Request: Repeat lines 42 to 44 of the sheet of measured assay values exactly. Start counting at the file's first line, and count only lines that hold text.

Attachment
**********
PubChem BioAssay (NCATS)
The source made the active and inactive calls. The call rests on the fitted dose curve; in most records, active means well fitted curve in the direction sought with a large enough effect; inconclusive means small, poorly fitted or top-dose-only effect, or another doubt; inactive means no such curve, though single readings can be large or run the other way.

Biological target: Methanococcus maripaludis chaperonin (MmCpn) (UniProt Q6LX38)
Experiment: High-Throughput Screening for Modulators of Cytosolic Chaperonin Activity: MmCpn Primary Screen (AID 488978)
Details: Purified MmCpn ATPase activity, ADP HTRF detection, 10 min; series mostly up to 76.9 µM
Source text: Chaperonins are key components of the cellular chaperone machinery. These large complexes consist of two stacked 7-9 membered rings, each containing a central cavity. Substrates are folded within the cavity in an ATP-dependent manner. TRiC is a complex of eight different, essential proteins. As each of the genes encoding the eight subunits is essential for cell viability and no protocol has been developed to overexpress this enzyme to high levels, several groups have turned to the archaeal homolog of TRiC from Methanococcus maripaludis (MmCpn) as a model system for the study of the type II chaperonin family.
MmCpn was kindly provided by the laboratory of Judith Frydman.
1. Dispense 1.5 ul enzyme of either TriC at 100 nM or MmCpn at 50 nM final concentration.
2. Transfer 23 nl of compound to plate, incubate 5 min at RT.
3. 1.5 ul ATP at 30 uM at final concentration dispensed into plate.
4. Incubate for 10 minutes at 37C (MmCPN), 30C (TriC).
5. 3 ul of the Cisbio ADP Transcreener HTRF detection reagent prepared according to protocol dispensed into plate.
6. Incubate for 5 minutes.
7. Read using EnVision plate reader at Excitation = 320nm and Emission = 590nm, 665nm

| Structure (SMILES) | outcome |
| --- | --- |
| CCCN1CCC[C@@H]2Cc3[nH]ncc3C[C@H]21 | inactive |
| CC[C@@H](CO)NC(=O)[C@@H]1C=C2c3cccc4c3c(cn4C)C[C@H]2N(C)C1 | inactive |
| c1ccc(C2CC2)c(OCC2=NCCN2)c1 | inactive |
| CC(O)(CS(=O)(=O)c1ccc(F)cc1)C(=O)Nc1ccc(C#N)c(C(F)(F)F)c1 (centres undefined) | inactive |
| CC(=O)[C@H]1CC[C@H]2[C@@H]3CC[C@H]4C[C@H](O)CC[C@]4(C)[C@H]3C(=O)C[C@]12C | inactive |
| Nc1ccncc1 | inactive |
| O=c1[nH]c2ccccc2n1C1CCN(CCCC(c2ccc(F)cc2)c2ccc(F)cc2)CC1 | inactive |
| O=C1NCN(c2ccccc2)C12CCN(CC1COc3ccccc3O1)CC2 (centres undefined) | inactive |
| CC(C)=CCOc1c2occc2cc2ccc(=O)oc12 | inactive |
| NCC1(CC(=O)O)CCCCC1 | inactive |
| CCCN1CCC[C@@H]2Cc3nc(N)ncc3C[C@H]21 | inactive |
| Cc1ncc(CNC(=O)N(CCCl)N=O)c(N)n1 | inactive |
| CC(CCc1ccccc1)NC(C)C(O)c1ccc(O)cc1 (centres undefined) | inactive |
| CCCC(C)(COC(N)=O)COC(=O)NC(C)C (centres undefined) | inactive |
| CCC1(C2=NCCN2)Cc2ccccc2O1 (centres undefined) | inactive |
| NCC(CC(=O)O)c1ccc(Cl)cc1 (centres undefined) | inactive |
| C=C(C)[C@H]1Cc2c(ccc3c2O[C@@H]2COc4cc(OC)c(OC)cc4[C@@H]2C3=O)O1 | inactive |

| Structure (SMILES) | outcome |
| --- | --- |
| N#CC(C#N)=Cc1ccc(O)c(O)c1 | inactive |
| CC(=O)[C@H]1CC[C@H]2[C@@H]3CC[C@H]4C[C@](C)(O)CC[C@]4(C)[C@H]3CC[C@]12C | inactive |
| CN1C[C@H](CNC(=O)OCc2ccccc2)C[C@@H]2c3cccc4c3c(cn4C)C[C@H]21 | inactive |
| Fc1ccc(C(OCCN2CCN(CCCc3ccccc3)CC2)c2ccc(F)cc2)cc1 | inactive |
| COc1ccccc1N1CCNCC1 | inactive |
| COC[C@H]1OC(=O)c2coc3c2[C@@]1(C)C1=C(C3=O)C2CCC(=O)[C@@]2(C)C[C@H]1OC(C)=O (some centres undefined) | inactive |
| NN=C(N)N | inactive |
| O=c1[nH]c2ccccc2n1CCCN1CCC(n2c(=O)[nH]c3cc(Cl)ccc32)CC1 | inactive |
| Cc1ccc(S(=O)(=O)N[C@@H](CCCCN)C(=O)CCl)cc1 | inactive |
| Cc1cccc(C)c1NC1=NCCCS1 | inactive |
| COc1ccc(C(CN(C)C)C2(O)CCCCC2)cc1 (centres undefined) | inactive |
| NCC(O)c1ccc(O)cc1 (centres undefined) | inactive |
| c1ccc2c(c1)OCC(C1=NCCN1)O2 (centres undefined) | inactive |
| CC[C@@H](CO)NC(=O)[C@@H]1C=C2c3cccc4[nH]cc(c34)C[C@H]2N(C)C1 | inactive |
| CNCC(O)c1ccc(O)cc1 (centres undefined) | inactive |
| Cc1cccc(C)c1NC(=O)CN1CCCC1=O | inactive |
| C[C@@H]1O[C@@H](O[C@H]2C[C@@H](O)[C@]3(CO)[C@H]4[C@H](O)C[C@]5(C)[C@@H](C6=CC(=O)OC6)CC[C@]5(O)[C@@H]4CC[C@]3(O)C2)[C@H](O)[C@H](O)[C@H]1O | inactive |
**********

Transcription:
| NN=C(N)N | inactive |
| O=c1[nH]c2ccccc2n1CCCN1CCC(n2c(=O)[nH]c3cc(Cl)ccc32)CC1 | inactive |
| Cc1ccc(S(=O)(=O)N[C@@H](CCCCN)C(=O)CCl)cc1 | inactive |